To host computer 201, testing device 203 appears to be a standard drive interface, such as an IDE drive interface, and presents to the host 201 the memory, registers, and control signals that a drive would normally present to host 201. To drive 205, testing device 203 appears to be a host computer, and presents to drive 205 the memory, registers, and control signals that host 201 would normally present to drive 205. In other words, testing device 203 is transparent to the system. This is advantageous, as testing device 203 is therefore operating system independent and does not require software to be installed on host 201. Moreover, testing device 203 may be physically designed to aid an untrained user in connecting it in the correct direction. More specifically, in one implementation, the cables may be color coded or physically mated to encourage the user to connect the cables in the correct direction. When cables 202 and 204 are plugged into testing device 203, the testing device is completely installed and ready to operate. Accordingly, installation of testing device 203 can be performed by users that are relatively unsophisticated in the computer field.
FIG. 3 is a diagram illustrating testing device 203 in additional detail. Testing device 203 includes three main components: an IDE drive emulator 320, embedded processor 330, and IDE drive interface 360. When host 201 attempts to communicate with drive 205, the host 201 is actually communicating with IDE drive emulator 320. Drive emulator 320 delays the communication from host 201 until embedded processor 330 has examined the communication. Embedded processor 330, based on its examination of the command from host 201, may either pass the command to IDE drive interface 360 or drop (block) the command. If embedded processor 300 does drop (block) a command it may emulate a response from the drive to the host. In addition, the embedded processor may write a Drive ID packet to the IDE drive emulator 320, which is different from a Drive ID packet that drive 205 would write. IDE drive interface 360 is a standard IDE drive interface that connects testing device 203 to drive 205.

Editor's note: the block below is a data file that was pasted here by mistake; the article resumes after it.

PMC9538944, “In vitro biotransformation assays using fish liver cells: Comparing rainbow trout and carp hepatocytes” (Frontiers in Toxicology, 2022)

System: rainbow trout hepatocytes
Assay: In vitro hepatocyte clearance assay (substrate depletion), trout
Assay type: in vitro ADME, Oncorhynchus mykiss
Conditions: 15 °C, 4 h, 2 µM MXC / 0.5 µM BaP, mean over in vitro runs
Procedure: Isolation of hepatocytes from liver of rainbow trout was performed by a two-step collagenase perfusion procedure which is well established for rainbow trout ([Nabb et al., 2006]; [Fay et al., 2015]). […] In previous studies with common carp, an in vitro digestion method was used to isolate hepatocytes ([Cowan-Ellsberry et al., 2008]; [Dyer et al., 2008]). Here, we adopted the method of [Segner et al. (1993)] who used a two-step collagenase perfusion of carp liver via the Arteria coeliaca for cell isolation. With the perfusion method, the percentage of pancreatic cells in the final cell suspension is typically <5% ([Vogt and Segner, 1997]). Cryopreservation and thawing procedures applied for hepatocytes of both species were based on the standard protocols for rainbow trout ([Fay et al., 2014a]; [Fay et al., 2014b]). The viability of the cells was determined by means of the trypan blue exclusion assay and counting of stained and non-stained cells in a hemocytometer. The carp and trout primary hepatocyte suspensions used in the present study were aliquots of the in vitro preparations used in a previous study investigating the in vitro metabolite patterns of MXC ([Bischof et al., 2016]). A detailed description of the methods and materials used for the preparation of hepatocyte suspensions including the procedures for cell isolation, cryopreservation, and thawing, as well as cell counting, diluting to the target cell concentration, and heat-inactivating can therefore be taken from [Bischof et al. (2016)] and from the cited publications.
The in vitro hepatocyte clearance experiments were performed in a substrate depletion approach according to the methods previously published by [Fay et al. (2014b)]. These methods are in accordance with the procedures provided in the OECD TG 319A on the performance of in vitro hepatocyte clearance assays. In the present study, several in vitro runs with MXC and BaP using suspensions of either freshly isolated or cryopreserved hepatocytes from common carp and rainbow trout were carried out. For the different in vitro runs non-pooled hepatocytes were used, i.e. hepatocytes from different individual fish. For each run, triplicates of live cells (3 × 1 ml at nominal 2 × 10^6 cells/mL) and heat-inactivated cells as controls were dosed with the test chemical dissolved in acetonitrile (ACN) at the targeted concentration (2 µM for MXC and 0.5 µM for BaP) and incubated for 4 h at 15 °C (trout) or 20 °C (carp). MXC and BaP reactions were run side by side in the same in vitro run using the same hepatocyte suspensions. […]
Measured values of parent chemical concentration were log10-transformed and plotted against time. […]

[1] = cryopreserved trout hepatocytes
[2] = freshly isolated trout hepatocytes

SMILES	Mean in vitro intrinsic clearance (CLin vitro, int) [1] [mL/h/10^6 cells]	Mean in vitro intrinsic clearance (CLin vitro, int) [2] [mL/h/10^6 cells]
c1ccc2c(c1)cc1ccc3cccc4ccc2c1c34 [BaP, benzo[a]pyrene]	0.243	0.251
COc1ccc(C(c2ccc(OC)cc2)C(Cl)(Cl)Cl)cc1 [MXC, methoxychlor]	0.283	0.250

Embedded processor 330 may be additionally coupled to RAM 340 and ROM 350. RAM 340 and ROM 350 are computer readable media that may store processing instructions and data used by embedded processor 330.
When a host wants information from a drive it sends a command. This could be a request for a Drive Identification Packet. When a host wants to read or write to a drive, it sends a read or write command along with the sector(s) to be acted on. For the purposes of our discussion, we will consider a command that reads sector xxx a different command from a command that reads sector yyy. For the purposes of our discussion we will consider any command that is not a read or write command a “system” command.
In operation, embedded processor 330 examines all commands received at IDE drive interface emulator 320, and compares them to a pre-determined list of commands stored in RAM 340. If there is not a match embedded processor 330 passes the command to the registers in drive 205 through IDE drive interface 360. IDE drive interface 360 may receive any requested information back from drive 205. This received information may then pass through embedded processor 330 and IDE drive interface emulator 320 before it is transmitted to host 201.
If embedded processor 330 determines that a command received through IDE drive interface 320 is a “system” command that is a match with a pre-determined list of commands stored in RAM 340, it will either accept and drop the command, or pass the command to the registers in drive 205 through IDE drive interface 360. Embedded processor 330 may respond to this command, through IDE Interface Emulator 320, from a predetermined list.